We are capable of enjoying our digital devices with us in charge not the algorithm writers of Google, Facebook, TikTok and many others – that was universally empowering.

FOMO is a false fear – we gain time and improve our lives, we don’t miss out on anything.

If we want work/life balance, we can start by regaining control over how we spend our digital life.

Happy Days

Physicians who study mental health issues today have this advice.

Start every day with by saying “I’m happy to be alive today”.

It doesn’t take long to get inundated with problems, irritations and anxiety in the world in which we live.

But it’s still true – “I’m happy to be alive today”.

Ask a recovering cancer patient or someone given more time to live.

Just as football players break their huddle, clap hands and resist saying “Let’s lose”, we should start another day by saying out loud how happy we are to be here.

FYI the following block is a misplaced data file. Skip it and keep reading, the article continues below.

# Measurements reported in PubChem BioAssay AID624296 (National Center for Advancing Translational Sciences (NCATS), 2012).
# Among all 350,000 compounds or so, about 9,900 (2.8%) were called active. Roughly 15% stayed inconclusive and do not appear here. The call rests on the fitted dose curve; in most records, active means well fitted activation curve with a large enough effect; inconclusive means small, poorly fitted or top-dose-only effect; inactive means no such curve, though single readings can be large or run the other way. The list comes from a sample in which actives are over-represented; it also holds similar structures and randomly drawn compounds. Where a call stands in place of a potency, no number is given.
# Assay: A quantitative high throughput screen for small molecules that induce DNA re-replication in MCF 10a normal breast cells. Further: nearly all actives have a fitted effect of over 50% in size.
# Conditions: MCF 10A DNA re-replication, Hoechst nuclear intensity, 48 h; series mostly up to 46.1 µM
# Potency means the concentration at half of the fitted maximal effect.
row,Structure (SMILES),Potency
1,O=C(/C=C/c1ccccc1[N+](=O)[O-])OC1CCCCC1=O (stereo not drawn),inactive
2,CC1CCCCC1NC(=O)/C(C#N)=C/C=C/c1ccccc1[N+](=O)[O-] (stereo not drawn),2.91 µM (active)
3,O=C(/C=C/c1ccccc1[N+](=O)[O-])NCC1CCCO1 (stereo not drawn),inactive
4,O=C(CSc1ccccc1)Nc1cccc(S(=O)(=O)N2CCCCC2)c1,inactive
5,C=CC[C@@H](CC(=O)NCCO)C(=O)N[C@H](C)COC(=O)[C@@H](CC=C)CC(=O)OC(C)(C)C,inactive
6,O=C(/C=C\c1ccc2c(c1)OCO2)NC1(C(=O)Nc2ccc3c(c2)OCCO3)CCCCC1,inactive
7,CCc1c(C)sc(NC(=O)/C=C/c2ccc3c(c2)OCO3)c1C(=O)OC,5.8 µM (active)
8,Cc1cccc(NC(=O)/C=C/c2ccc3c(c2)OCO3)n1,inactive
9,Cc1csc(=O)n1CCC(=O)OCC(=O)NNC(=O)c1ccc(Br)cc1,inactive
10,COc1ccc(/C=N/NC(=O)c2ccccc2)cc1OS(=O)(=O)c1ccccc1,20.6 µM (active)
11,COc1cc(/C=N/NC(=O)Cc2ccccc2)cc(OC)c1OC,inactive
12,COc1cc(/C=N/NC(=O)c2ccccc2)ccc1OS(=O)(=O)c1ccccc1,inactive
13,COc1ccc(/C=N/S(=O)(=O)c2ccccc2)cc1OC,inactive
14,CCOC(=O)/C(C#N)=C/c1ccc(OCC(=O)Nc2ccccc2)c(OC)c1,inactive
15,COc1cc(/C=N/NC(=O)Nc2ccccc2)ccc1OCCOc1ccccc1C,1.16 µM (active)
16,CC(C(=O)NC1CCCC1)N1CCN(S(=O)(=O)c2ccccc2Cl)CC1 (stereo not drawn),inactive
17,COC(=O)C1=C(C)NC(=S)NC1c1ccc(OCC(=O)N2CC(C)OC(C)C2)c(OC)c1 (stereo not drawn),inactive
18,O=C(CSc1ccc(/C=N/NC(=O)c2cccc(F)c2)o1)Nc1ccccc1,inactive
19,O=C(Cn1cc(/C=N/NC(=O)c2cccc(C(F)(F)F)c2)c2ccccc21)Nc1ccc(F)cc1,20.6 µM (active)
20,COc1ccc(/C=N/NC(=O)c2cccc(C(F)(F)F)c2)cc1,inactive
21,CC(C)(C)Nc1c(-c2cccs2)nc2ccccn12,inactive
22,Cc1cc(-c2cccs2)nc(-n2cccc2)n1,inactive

Driven to Distraction

People are smart and adaptive – we spend plenty of time trying to hold on to important relationships.

Turns out the key is not increasing the time spent interacting, but the amount of time focused on that person.

Quality over quantity.

Few need more time, they need more quality time.

There are a lot of distractions in our lives these days – some of them companies like Google and Facebook spend a lot of money on – we’re driven to distraction.

When preserving or nurturing a relationship, focus works better than time spent distracted.